|Flyleaf of Book|
|Close-up of Signature & Dedication|
Gisevius’ post-war reputation was significantly tainted by several factors including: his unfavourable depiction of resistance icon Claus von Stauffenberg; his friendship and vigorous defense of the reputation of senior police officer and Einsatz Group B head Arthur Nebe; his general views on the guilt of the German people expressed in the witness box at Nuremburg (where he testified against Göring and for Schacht) and finally, his personal contacts with Allied intelligance which resulted in his survival while so many others died. As a result, Gisevius spent many years after WWII residing in Switzerland and the US, rather than in Germany.
As a fully committed member of the German covert opposition, Gisevius began gathering evidence of Nazi crimes for use in a potential prosecution of Hitler. This material found its way into the comprehensive secret archive known as the “Zossen archive” and maintained by Hans von Dohnanyi and Werner Schrader. )
Gisevius’ background as a Gestapo official with an antipathy to the Nazis made him a natural candidate for recruitment into Admiral Wilhelm Canaris’ military counter intelligence organization, the Abwehr. He established close relationships with Canaris’ second in command, Hans Oster, and he worked to position the Abwehr as a restraint on the increasing power of Heinrich Himmler and the SS. Gisevius was involved in the 1939 and 1943 plots against Hitler and he was assigned to the consulate in Zurich for intelligence duty. Canaris arranged for Gisevius to be appointed Vice Consul in Switzerland, where he met with and established a close relationship with Office of Strategic Services (OSS, later CIA) head Allen Dulles in 1943. In this role Gisevius served as the primary liaison between the western allies and the German opposition to Hitler. He had close ties to Generaloberst Ludwig Beck, Admiral Canaris, and ex- Leipzig Mayor Carl Goerdeler. He was heavily involved in secret talks with the Vatican.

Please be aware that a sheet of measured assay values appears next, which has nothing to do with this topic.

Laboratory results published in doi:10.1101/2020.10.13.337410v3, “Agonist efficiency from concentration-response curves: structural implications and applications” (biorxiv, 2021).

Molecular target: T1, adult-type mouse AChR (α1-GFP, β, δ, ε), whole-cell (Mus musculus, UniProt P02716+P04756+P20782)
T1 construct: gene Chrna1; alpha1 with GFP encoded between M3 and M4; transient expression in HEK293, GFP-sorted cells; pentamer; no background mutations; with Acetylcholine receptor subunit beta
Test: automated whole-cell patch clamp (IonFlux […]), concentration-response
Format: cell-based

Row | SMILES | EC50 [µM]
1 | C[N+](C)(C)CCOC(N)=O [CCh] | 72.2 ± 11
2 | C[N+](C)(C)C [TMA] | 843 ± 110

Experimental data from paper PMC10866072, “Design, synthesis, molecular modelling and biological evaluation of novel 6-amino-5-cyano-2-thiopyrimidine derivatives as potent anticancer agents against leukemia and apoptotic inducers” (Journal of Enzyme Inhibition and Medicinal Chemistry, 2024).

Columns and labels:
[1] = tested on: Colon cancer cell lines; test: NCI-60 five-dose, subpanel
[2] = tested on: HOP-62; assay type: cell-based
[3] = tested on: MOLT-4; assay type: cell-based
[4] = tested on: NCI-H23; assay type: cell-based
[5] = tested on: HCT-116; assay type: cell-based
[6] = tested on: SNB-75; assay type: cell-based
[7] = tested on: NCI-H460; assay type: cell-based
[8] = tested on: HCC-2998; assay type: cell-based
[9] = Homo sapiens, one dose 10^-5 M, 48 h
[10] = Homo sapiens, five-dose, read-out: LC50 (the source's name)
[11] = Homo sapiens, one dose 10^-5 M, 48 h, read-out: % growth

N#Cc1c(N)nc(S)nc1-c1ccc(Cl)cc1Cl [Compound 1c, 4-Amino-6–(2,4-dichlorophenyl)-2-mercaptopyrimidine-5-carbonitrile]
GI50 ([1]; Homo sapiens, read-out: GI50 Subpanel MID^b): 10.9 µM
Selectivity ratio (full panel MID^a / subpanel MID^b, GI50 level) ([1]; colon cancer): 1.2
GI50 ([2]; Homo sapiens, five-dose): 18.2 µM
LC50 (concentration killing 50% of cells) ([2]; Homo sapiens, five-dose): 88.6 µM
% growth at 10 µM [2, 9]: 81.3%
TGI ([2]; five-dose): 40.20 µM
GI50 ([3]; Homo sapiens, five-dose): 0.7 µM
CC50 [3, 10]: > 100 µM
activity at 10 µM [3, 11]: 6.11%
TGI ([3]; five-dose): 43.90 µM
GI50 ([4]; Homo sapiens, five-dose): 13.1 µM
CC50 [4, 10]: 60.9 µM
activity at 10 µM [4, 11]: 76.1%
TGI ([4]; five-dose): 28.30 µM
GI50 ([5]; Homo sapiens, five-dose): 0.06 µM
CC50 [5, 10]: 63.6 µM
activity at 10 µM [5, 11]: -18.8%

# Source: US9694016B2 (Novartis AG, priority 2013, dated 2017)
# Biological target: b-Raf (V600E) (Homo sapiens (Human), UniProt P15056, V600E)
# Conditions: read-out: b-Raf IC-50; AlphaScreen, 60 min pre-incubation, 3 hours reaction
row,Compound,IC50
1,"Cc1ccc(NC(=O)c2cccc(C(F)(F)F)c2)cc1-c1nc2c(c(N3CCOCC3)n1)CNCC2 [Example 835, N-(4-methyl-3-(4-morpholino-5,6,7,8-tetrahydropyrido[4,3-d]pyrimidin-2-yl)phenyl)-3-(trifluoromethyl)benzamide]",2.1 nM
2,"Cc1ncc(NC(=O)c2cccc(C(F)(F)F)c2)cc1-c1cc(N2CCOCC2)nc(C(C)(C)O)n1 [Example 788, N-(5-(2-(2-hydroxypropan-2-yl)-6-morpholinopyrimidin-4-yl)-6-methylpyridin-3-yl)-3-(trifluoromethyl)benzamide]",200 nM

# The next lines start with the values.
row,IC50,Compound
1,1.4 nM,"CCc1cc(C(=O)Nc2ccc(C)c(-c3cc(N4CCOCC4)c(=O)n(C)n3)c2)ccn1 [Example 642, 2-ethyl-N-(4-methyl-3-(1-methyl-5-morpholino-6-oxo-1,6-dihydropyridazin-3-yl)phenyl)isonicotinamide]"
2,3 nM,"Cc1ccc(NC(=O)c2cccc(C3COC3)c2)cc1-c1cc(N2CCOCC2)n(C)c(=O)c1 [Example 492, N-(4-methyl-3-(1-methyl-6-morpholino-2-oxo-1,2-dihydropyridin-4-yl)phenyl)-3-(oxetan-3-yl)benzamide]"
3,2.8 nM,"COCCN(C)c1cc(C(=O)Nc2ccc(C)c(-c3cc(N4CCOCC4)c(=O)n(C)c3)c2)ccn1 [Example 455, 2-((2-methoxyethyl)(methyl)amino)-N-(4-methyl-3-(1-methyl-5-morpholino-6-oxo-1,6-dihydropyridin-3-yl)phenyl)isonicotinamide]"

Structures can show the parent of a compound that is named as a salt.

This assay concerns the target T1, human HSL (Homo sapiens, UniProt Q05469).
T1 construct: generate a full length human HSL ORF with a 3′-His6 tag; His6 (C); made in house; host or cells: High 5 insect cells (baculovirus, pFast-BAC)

|Allen Dulles - Head of OSS|
|Gisevius Testifying at Nuremburg|
Gisevius served as a key witness for the prosecution at the Nuremberg Trials in the case against Hermann Göring, his former boss in the Prussian Ministry of the Interior. He also testified against Keitel and Kaltenbrunner. In the cases against Hjalmar Schacht and Wilhelm Frick, he served for the defence. In his memoir Bis zum bitteren Ende, ("To the Bitter End"), published in German in 1946, he provided an effective condemnation of the Nazi revolution and leadership and he commented on the failings of the German people as a whole, claiming that they only pretended not to know about the atrocities being committed. In 1946, Gisevius was charged by the Swiss authorities and later acquitted in a trial for espionage. Post-war he wrote a book-length defense of his friend Arthur Nebe but he did not wholly succeed in revising Nebe’s soiled reputation. Gisevius died in Müllheim in Baden-Württemberg in 1974.